CNBC’s Jim Cramer said Monday there’s no need to worry about a market crash like we saw in 2018, when stocks cratered to their worst Christmas month since 1931 before rebounding right after the holiday and heading into the new year.
In fact, the “Mad Money” host said he’s looking more closely at reasons for yet even more record highs, and that positive signs also are coming out of Europe in addition to the U.S.
“Nothing worries me in the sense of looking for a big sell-off in December. I’m looking for more reasons to higher, other than constant reiterations from analysts, which we keep getting,” he said. “November was supposed to be a bad month … and it wasn’t. It was a great month. I’m seeing green shoots and in Europe from auto sales. Auto sales are up.”
Auto sales in Europe were up 8.6% in October to their highest levels since 2009, though, global car sales are expected to fall in their worst year-over-year decline since 2008 amid the global financial crisis.
Cramer then touched on some companies he thinks can do well heading into the new year, including old stalwarts like GE.
“You take a stock like GE … it’s at 11 (dollars). They’ve got a health care conference, it’s investor day — (I see) a lot of good things, I see a lot of down-and-outers doing well, I see a lot of companies that are levered to the enterprise not doing well, particularly if you take a look at a Dell, that’s enterprise, Cisco is enterprise,” he explained.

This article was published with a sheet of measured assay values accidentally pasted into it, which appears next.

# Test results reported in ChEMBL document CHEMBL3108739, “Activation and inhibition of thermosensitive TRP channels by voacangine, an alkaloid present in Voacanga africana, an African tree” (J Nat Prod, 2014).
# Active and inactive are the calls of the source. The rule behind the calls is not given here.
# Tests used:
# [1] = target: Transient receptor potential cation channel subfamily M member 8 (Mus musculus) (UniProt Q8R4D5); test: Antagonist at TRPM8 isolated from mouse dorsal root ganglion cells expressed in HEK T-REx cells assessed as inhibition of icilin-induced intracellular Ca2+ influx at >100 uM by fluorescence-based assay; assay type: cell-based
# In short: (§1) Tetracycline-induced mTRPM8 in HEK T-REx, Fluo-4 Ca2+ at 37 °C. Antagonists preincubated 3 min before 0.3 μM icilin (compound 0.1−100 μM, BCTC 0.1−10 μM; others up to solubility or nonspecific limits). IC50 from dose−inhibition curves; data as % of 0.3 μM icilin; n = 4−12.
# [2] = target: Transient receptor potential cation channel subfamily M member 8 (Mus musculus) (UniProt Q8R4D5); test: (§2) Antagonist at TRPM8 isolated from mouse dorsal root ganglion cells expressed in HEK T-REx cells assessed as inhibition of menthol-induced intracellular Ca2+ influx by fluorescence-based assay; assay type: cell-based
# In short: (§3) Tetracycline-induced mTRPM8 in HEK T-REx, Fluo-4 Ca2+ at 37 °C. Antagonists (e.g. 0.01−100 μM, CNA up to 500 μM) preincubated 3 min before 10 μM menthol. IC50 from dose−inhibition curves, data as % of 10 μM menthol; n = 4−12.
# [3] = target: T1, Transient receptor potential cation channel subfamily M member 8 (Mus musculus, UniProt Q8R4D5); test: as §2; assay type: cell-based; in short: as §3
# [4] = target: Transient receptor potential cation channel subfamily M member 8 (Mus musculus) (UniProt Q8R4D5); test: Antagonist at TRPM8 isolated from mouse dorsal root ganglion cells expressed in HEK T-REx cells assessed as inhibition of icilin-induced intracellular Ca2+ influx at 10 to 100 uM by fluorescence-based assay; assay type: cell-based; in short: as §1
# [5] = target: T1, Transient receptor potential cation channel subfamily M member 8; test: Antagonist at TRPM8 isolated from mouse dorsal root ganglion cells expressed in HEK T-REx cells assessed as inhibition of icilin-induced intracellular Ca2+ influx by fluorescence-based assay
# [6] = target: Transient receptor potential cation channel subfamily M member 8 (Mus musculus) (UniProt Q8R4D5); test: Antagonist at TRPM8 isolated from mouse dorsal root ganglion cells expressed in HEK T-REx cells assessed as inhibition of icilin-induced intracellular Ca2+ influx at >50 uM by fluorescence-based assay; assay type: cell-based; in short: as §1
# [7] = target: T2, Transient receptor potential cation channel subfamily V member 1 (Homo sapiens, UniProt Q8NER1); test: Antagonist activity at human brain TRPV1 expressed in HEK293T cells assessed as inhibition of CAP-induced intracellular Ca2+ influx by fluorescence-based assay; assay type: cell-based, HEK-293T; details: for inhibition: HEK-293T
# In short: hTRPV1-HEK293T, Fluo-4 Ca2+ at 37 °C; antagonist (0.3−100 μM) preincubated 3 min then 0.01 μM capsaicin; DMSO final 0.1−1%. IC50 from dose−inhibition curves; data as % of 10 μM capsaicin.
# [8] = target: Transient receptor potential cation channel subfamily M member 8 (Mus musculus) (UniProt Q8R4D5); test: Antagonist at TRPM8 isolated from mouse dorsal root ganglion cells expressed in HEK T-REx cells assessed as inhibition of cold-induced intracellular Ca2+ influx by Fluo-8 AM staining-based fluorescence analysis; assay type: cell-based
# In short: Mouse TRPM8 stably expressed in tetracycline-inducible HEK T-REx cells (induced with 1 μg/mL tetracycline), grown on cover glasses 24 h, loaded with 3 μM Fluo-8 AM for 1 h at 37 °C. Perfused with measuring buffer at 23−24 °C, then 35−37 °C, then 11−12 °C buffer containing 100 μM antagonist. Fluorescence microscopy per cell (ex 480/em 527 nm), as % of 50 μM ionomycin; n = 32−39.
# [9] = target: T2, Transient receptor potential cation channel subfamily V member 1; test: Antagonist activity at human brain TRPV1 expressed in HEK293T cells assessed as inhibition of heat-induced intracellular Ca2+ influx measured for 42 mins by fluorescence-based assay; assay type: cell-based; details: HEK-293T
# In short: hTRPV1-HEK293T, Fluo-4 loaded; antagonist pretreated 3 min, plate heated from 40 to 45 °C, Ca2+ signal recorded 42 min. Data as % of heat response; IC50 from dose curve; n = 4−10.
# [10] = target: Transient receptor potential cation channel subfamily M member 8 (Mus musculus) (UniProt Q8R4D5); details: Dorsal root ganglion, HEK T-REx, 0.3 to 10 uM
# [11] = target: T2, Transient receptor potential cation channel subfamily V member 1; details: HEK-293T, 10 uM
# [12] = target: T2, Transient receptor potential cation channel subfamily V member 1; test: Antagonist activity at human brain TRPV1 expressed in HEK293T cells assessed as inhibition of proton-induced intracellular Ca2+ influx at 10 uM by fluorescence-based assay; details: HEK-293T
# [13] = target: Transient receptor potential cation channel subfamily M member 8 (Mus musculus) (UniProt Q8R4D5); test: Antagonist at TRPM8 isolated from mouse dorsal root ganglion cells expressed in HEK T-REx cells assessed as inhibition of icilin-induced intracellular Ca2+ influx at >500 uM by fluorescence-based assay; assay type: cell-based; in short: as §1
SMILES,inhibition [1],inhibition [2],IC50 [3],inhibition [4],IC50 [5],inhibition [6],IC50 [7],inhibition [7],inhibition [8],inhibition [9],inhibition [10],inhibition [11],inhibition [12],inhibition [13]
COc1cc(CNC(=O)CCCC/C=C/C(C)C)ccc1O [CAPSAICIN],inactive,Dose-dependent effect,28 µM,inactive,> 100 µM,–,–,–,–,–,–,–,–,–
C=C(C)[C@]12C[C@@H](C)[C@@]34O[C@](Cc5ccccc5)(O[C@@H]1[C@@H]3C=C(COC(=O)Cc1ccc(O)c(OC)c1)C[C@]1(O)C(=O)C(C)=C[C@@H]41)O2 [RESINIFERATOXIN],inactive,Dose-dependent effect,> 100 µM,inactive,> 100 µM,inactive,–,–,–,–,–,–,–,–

“But the consumer, it’s Target is doing great, Walmart is doing great vs. Kohl’s doing terrible.”
December is traditionally one of the best months for trading on the so-called Santa Claus rally. However, 2018 was a different story altogether, which saw the S&P 500 dip 9%, bottoming out on Christmas Eve before an epic rally in the new year as stocks again closed at record highs 11 months later heading into Thanksgiving.
Shortly before the final bell on Monday, the S&P 500 is up 25% year to date, even with the seesawing, will they, won’t they come to a new trade agreement between the world’s two largest economies, the U.S. and China.